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Full-Text Articles in Law

Conditioning Expectations: The Protection Of The Employment Bond In German And American Law, Thomas Kohler, Michael Kittner Dec 1999

Conditioning Expectations: The Protection Of The Employment Bond In German And American Law, Thomas Kohler, Michael Kittner

Thomas C. Kohler

According to many observers, one of the critical factors accounting for the unprecedented economic growth that the United States enjoyed during the past decade is a regulatory regime that places few restrictions on an employer's ability to shed unwanted employees. Similarly, the slower economic growth that Germany and Europe experienced during this period often is attributed to elaborate employment protection schemes that restrict the ability of employers to discharge undesired workers. These protections are blamed for making countries like Germany less attractive places for foreign investment. This piece examines in comparative perspective the restrictions the American and German regulatory ...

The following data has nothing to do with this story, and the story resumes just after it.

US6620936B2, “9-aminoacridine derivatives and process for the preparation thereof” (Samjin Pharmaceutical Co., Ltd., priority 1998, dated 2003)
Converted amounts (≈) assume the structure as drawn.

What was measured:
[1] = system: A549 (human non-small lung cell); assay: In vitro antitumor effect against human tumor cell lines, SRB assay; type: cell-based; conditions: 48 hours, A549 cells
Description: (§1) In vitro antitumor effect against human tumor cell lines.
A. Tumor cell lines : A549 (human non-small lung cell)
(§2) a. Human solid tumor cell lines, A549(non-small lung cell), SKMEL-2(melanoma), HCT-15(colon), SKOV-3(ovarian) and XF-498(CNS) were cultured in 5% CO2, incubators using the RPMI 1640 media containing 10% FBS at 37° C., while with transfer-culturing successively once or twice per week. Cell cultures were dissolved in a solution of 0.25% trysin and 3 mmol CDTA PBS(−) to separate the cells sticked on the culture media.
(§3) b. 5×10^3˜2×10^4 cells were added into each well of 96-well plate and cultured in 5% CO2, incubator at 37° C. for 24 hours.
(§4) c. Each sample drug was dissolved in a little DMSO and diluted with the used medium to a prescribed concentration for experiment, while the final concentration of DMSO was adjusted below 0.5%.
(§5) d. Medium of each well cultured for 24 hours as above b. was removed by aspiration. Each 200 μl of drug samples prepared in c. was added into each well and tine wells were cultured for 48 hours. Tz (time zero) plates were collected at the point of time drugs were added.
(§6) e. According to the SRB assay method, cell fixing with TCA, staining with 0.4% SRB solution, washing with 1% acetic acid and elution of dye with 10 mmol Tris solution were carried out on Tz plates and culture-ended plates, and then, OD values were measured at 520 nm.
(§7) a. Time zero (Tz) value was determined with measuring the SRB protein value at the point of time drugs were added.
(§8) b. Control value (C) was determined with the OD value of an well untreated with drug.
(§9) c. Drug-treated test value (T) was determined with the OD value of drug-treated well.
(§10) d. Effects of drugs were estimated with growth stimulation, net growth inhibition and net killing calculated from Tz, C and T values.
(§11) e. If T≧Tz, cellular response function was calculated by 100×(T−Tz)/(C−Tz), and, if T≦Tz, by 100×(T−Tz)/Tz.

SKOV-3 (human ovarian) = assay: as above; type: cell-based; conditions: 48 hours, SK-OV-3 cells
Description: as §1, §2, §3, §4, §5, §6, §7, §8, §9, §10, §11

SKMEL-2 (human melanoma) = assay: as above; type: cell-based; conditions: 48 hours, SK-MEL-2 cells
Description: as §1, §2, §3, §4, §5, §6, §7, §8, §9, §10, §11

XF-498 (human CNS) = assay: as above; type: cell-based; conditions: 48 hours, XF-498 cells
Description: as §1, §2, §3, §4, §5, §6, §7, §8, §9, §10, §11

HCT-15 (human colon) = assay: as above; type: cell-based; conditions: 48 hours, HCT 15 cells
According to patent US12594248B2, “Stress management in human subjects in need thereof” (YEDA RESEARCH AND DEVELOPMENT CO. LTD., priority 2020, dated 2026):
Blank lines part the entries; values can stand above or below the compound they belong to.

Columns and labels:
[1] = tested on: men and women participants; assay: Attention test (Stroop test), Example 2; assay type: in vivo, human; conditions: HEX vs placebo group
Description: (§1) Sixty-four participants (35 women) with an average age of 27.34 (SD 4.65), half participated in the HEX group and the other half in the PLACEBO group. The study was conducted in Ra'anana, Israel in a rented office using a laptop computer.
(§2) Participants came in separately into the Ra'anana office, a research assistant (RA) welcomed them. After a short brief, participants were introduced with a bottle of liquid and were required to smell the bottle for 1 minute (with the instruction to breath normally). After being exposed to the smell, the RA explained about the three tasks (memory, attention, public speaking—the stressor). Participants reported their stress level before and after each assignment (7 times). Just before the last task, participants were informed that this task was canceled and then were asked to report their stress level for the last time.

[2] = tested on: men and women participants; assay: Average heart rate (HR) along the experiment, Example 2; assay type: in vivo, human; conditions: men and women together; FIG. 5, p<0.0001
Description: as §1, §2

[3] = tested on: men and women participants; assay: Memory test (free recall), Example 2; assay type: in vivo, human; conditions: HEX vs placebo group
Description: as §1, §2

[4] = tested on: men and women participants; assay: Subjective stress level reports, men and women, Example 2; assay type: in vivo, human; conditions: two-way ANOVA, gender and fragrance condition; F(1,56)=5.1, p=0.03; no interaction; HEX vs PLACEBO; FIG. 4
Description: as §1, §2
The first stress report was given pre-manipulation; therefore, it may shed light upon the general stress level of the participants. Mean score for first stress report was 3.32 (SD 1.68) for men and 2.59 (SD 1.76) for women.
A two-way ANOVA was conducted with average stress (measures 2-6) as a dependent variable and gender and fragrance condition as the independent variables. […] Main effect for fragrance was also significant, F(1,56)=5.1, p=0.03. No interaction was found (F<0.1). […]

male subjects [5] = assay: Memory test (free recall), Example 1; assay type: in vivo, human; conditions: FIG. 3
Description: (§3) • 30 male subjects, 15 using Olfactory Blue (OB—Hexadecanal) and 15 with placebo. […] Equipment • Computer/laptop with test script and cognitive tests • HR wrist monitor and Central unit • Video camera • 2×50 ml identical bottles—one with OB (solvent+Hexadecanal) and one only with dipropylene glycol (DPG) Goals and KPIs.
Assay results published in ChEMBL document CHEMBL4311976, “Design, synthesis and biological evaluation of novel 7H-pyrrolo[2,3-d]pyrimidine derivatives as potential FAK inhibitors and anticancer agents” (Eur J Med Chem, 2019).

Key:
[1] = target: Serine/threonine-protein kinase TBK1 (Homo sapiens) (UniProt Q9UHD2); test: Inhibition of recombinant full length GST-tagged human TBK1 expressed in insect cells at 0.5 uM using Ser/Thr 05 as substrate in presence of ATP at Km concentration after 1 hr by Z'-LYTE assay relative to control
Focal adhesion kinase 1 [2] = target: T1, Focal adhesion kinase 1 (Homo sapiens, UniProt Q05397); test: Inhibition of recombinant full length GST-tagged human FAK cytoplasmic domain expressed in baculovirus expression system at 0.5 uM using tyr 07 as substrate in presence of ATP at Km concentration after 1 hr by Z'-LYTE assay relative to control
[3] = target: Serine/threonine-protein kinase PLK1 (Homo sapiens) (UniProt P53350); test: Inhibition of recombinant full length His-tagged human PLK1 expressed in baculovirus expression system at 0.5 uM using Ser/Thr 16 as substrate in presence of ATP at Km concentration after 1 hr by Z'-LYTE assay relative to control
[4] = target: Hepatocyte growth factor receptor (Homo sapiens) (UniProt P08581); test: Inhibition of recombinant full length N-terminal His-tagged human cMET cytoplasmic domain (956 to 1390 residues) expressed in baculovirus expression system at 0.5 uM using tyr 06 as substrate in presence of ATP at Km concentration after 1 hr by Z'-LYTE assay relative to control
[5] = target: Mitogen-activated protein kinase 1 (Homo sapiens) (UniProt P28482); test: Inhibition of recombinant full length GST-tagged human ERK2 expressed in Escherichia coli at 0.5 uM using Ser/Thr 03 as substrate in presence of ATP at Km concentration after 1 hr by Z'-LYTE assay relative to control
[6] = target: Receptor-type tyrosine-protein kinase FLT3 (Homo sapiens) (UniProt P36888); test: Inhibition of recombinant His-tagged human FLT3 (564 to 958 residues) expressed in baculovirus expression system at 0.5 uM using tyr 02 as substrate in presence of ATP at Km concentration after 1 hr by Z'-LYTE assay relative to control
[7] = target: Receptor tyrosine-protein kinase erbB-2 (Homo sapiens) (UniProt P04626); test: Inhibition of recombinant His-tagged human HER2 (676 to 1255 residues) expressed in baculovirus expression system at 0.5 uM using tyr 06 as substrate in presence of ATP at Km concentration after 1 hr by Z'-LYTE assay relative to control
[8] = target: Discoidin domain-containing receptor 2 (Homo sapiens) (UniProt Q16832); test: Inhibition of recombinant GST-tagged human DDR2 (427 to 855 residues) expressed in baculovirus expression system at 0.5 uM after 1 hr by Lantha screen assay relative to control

The Integrity Of Unrestricted Desire: Community, Values, And The Problem Of Personhood, Thomas Kohler Dec 1999

The Integrity Of Unrestricted Desire: Community, Values, And The Problem Of Personhood, Thomas Kohler

Thomas C. Kohler

No abstract provided.


Autonomy And Personhood: The Implications For Labor And Employment Law, Thomas Kohler Dec 1999

Autonomy And Personhood: The Implications For Labor And Employment Law, Thomas Kohler

Thomas C. Kohler

No abstract provided.


Leveling The Playing Field Or Stacking The Deck? The "Unfair Advantage" Critique Of Perceived Disability Claims, Michelle A. Travis Dec 1999

Leveling The Playing Field Or Stacking The Deck? The "Unfair Advantage" Critique Of Perceived Disability Claims, Michelle A. Travis

Michelle A. Travis

In Title I of the Americans with Disabilities Act of 1990 (ADA), Congress recognized that the fears, misperceptions, and stereotypes about disabled individuals are so pervasive that employment discrimination reaches beyond those who actually possess substantially limiting impairments. Accordingly, the ADA protects not only employees with actual disabilities, but also those nondisabled employees who mistakenly are regarded as disabled by their employers. This Article analyzes to what extent those with perceived disabilities should receive the same substantive safeguards as those who are actually disabled. Specifically, the Article argues that applying the traditional forms of the ADA's reasonable accommodations and ...